While Kenyan Drake was the topic of last week’s article (and he provided a nice payoff in his first week as a starter) he was not the player I was most interested in Week 9. That distinction belonged to Curtis Samuel. The main question about Curtis Samuel was, “How involved would he be in the Panthers offense in the post Kelvin Benjamin era?” The answer was – a lot.
Samuel was a hot name entering his final year at Ohio State in 2016, but since he was stuck behind someone named Ezekiel Elliott (you may have heard of him) he never got into the box score much. The few times he actually did get the ball, he had a knack for the big play, but the question remained, what would he do as a feature player? A few short months later he became the only player in Buckeye history to net over 1,000 yards both rushing and receiving. You could say his final season went pretty well…and he was rewarded with the 40th pick in the 2017 NFL Draft to the Carolina Panthers.
This is when his story became interesting as Head Coach Ron Rivera had some interesting things to say about their new toy after the draft. To paraphrase – they don’t see him as a running back…they don’t feel they will have to manufacture touches for him…and his optimal role was as a hybrid like what Jerricho Cotchery and Ted Ginn Jr. had done in recent years. Basically, they saw him as a slot receiver that would double as a down-field threat. With Ginn alone averaging 100+ looks, 900+ yards, and 7 TD’s in 2015 and 2016 in that same role in the Panthers offense, a player like that is extremely appealing in our game. While Samuel displays the traits necessary for such a role, not being used in such a way in college, Samuel had a hefty learning curve ahead and the months before his first NFL career game were of great importance.
Unfortunately, his development was stunted by several nagging injuries. After missing a large portion of training camp the Panthers really had no choice but to plan to utilize him in a limited role to open the season. While he’s been on the dynasty radar all along, and for good reason, he never really gained any momentum in redrafts and was for all intents and purposes an afterthought…and then Kelvin Benjamin was traded. This offense was stuck in neutral and needed a spark. Greg Olsen is out, Christian McCaffrey has been effective but not the game breaker they hoped for, Jonathan Stewart has nowhere to run, and Benjamin has a redundant skill set to teammate Devin Funchess. What were they missing? Besides Olsen (obviously), there’s no Cotchery nor Ginn – exactly who Rivera mentioned post draft about Samuel. So was Samuel ready to take on such a role? I don’t think it’d be fair to say any Panthers decision makers knew, but their actions indicated they were sure that this offense would not find its footing with the current group. The Samuel experiment could fail or it could flourish, but with the latter as a potential outcome they felt pulling the trigger on Kelvin Benjamin was the teams only option.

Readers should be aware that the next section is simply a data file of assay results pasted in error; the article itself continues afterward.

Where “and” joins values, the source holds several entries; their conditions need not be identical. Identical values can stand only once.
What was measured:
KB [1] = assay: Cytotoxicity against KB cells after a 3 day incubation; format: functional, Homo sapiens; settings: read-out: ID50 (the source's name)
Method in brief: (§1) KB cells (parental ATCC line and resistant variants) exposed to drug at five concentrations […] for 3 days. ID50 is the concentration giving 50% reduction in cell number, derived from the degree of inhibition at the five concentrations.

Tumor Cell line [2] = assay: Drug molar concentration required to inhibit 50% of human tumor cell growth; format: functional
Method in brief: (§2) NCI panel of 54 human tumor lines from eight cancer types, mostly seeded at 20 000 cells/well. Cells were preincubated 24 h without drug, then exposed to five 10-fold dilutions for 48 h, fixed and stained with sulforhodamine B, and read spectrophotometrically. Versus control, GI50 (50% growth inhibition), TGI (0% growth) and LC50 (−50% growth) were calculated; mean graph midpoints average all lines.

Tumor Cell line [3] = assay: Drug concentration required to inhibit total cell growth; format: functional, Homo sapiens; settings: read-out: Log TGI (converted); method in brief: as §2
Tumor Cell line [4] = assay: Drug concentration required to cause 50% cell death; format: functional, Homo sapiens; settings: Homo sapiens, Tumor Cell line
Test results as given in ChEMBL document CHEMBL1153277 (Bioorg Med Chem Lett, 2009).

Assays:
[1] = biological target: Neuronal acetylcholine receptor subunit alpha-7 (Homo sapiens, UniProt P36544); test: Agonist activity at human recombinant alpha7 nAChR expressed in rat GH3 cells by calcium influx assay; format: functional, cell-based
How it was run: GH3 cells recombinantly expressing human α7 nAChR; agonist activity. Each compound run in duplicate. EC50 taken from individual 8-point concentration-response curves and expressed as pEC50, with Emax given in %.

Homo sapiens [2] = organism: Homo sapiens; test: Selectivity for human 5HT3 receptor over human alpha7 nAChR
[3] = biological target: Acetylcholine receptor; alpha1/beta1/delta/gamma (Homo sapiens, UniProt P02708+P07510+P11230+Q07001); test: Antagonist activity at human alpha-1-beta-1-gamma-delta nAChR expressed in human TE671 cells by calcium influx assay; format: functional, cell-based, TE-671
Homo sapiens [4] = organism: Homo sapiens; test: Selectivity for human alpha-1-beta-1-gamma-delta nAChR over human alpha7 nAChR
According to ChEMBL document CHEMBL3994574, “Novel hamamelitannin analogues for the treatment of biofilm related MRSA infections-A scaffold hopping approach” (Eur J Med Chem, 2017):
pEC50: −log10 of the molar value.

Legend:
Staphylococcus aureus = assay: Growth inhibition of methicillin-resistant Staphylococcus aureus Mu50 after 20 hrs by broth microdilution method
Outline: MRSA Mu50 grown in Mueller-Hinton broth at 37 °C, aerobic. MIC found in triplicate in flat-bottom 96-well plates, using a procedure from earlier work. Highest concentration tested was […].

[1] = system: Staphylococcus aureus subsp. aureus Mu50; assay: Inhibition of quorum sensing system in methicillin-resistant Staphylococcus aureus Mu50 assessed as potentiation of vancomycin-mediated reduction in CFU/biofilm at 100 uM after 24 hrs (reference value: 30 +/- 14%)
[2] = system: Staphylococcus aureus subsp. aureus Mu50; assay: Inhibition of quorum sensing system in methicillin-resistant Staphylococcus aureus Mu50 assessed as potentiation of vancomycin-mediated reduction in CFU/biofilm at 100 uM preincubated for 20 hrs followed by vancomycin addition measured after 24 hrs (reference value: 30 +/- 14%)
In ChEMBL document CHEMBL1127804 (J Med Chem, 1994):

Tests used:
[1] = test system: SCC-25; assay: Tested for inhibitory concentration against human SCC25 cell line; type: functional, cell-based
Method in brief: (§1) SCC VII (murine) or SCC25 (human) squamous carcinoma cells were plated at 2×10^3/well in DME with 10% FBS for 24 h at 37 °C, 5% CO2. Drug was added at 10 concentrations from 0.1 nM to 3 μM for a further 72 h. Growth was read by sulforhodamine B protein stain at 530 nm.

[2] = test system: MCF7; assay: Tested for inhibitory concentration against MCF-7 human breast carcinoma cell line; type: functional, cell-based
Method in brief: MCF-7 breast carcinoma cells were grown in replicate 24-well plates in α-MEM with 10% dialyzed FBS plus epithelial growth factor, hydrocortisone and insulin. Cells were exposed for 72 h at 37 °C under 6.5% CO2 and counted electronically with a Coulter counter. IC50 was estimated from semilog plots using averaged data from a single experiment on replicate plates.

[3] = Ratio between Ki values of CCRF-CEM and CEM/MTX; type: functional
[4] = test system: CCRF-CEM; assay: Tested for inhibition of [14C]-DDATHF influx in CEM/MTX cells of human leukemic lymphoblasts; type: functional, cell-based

In the first game post trade, Samuel net the most snaps among any Panthers wide receivers. While an expanded role was to be expected, this number was an attention grabber. Then taking a step back and seeing the whole picture – being utilized in college in a role in which Percy Harvin flourished, a skill set in which a player like Tyreek Hill is now showing can be fantasy relevant, while also having wide receiver tape that compares strongly to Golden Tate and also having the ability to open the lid on the defense like Ginn. It takes some squinting through rose colored glasses to see the upside, but it’s difference making…and with that workload, even if he’s just half of his expectations he’s still start worthy.
Granted, Samuel didn’t win anyone games with his Week 9 performance, if he did, then he’s a completely different subject right now. We’re not in “he’s the answer, go get him” territory; we’re in the “he could be what your team needs to get it over the top…but we don’t know yet” zone. We are past the worst of the bye weeks; more teams were on bye each of the last two weeks (six) than the next two. Look at your roster – you have some dead weight floating around begging you to take a flier on someone. If this wasn’t enough to convince you, the Panthers face two of the worst pass defenses in the league in the weeks that matter – 15 and 16.
This Week’s Flavor of the Week is Cake
Who doesn’t love cake? NOMNOMNOMNOMNOM.